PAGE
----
Abstract and Keywords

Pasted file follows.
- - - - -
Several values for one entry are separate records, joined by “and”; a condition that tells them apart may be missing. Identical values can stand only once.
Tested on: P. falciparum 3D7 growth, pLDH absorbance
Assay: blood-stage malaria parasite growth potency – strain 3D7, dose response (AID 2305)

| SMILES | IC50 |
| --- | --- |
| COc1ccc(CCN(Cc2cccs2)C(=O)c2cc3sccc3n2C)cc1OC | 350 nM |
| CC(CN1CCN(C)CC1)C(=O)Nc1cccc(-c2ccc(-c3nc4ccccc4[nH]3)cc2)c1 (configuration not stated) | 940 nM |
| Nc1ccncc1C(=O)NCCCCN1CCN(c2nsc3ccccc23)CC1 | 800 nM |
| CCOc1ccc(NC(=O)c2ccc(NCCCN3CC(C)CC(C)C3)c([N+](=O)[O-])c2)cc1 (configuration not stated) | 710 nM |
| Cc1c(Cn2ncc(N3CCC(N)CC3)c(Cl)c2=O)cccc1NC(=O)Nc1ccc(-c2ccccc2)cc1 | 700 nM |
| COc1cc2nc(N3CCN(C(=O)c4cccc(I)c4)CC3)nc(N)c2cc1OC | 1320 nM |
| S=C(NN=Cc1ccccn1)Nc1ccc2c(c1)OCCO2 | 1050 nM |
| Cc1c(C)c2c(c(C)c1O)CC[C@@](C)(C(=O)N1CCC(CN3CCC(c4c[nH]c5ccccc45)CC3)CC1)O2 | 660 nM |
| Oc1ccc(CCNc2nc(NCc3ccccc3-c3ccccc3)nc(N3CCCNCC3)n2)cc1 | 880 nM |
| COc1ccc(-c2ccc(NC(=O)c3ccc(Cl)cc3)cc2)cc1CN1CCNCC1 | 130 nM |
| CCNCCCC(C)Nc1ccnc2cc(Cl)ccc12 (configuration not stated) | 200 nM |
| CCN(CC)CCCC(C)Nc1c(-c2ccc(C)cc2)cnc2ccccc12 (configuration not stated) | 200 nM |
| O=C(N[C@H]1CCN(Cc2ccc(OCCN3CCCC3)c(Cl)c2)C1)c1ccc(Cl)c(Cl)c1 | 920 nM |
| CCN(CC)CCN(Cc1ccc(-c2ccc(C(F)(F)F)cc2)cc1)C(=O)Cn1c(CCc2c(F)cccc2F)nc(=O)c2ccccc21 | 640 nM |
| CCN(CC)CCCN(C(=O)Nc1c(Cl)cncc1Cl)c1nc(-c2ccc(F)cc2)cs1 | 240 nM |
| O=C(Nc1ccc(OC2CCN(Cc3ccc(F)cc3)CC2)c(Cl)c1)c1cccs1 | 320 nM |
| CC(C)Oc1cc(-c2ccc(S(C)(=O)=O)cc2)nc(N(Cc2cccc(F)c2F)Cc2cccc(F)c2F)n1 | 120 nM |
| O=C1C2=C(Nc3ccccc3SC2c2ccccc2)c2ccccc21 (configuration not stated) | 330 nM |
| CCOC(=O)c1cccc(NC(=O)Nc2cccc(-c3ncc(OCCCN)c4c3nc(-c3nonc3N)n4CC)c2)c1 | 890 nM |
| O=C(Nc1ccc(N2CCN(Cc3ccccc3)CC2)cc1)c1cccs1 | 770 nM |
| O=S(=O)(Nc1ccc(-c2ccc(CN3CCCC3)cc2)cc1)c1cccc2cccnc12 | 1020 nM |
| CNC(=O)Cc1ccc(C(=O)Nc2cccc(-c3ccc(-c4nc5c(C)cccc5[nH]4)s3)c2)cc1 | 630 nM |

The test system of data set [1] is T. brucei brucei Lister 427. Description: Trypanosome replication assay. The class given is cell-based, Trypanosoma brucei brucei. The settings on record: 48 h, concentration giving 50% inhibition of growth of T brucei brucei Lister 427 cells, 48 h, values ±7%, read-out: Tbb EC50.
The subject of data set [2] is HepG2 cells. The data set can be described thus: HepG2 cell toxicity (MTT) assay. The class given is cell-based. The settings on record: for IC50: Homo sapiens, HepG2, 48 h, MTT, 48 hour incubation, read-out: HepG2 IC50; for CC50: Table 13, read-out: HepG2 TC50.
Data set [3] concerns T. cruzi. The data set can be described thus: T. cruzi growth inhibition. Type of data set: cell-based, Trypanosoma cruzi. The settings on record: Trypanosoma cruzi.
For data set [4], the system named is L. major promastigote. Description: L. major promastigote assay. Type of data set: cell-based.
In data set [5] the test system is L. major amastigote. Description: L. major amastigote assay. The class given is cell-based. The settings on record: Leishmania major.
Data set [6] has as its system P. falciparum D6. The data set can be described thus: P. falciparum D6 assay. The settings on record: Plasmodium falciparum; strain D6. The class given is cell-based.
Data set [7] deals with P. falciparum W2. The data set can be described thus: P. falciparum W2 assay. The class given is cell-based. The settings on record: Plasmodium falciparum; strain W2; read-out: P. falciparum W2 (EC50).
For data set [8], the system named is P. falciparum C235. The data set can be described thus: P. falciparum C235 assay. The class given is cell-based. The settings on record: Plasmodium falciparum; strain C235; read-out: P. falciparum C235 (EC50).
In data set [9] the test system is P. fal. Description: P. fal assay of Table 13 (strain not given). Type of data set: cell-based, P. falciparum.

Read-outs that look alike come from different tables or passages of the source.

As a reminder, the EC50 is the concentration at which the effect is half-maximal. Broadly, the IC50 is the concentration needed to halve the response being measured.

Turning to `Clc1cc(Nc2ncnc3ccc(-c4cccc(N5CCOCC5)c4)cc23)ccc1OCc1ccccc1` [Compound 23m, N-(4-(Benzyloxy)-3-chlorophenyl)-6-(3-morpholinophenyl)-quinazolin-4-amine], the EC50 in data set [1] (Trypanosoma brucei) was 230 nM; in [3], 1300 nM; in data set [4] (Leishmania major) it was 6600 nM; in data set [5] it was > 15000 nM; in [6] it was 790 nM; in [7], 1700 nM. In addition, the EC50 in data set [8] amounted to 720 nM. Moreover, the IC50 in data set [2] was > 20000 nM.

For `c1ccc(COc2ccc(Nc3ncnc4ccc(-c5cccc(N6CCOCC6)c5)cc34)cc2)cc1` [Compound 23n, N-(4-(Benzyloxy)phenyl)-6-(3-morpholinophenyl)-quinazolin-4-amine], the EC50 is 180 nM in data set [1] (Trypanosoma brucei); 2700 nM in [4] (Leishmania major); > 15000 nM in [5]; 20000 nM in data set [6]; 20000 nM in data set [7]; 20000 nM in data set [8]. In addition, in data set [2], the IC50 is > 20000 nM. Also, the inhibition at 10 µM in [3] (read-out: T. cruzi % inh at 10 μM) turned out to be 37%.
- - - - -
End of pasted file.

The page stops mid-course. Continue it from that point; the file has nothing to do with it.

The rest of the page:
The article begins with a brief historical survey of instrumental and institutional leadership before turning to the distinctive contributions to the study of administrative leadership by students of public administration. It focuses on: leadership theory, the study of bureaucratic elites, ethnographic studies of bureaucrats, life histories of administrative leaders, and network governance and collaborative leadership. I argue for a broader analysis than the instrumental view of leadership, suggesting we encompass fiscal retrenchment, the ‘dark side’ of administrative leadership, and interpretive approaches. For each topic, the article identifies and discuss key texts. Three questions recur: whether public servants should be leaders; how to resolve the dilemmas between discretion and accountability; and how to reconcile the conflicting demands for better management with the constitutional and political role of public administration in the polity.
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